11-12, 1989. Arbitrator Witney found that certain wage reductions instituted by the Sun-Times went beyond the scope of the most favored nations clause and were impermissible. He also determined, however, that the Sun-Times had a legitimate right to limit the Union's work jurisdiction, transfer employees, and circumscribe the substitute hiring practice. Arbitrator Witney's decision became final and binding on the parties on December 19, 1989.
On January 10, 1990, the Union filed suit to reverse Arbitrator Witney's decision with respect to the work jurisdiction and substitute hiring issues, and to request clarification of the employee transfer finding. That litigation is currently pending before United States District Judge Ann C. Williams.
Meanwhile, the parties continued to negotiate a new collective bargaining agreement to replace the Main Agreement. After a year of negotiations, the Sun-Times made a "final offer" for a new agreement. This final offer, tendered January 26, 1990, incorporated the provisions of the Supplemental Agreement, proposals concerning wages and health/welfare benefits, and the package of rights upheld by Arbitrator Witney regarding work jurisdiction, employee transfers, and substitute hiring.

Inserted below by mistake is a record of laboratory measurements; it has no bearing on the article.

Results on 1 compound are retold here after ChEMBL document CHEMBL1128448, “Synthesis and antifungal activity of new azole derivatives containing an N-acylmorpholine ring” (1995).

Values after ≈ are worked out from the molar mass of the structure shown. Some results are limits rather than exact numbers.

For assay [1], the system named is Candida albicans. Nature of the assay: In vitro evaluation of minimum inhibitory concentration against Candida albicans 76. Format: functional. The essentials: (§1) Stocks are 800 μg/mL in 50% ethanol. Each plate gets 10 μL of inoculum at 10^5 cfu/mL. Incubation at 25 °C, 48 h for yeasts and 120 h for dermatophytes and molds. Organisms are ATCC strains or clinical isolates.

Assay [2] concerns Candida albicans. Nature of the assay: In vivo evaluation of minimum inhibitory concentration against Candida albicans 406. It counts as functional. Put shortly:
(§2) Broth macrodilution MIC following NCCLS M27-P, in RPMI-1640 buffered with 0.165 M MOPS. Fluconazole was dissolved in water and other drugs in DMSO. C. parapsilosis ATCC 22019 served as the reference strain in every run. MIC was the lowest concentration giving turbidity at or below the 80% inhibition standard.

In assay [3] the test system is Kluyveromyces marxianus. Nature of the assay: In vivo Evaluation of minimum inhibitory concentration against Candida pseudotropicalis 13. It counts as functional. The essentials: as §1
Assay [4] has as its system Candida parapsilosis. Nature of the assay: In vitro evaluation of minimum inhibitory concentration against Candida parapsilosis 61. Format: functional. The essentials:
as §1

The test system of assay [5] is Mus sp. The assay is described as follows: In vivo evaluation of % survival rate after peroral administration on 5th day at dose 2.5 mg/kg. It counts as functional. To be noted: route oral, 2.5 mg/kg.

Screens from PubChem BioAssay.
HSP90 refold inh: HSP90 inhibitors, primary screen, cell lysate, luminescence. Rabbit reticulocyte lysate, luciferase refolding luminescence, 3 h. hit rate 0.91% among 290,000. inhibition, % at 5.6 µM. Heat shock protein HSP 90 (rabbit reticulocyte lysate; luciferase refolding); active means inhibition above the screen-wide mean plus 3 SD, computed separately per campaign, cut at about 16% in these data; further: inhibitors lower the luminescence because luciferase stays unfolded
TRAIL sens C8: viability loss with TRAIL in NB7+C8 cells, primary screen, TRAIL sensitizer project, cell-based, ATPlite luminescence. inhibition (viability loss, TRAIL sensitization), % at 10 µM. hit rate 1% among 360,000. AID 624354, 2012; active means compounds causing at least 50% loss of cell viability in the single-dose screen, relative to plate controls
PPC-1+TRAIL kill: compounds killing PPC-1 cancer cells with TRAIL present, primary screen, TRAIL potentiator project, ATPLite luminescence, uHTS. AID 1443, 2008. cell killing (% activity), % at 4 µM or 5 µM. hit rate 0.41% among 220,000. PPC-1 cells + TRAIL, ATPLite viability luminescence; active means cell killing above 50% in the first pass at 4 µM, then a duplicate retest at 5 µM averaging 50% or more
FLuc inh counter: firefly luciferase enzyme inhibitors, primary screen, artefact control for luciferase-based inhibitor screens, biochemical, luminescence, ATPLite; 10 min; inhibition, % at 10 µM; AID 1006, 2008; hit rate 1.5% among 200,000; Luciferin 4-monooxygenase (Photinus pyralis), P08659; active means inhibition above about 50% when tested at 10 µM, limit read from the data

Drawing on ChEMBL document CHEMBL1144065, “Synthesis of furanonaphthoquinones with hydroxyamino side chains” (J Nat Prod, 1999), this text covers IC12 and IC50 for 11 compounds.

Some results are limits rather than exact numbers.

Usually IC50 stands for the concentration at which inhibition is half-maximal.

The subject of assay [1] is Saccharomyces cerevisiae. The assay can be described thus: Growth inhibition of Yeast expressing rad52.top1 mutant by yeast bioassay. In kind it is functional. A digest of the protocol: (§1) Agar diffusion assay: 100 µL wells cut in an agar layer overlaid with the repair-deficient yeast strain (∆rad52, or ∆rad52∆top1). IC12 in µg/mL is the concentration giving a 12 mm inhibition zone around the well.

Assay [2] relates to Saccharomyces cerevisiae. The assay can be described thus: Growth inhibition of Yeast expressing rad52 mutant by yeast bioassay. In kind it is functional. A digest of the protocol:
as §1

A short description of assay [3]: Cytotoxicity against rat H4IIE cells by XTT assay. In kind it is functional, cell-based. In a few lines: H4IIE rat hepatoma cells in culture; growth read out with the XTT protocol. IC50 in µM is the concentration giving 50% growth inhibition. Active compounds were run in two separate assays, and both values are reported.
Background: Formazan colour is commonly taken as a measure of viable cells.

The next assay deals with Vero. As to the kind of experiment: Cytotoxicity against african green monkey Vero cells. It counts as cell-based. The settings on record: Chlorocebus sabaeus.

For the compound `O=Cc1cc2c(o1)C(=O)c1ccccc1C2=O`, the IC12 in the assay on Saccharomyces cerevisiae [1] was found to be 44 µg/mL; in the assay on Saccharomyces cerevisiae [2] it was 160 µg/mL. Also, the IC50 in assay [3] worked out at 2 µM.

The Union rejected the Sun-Times' final offer. No negotiations concerning the new collective bargaining agreement have been held since January 26, 1990. The Union filed suit on April 9, 1990 seeking to compel arbitration of certain aspects of that final offer.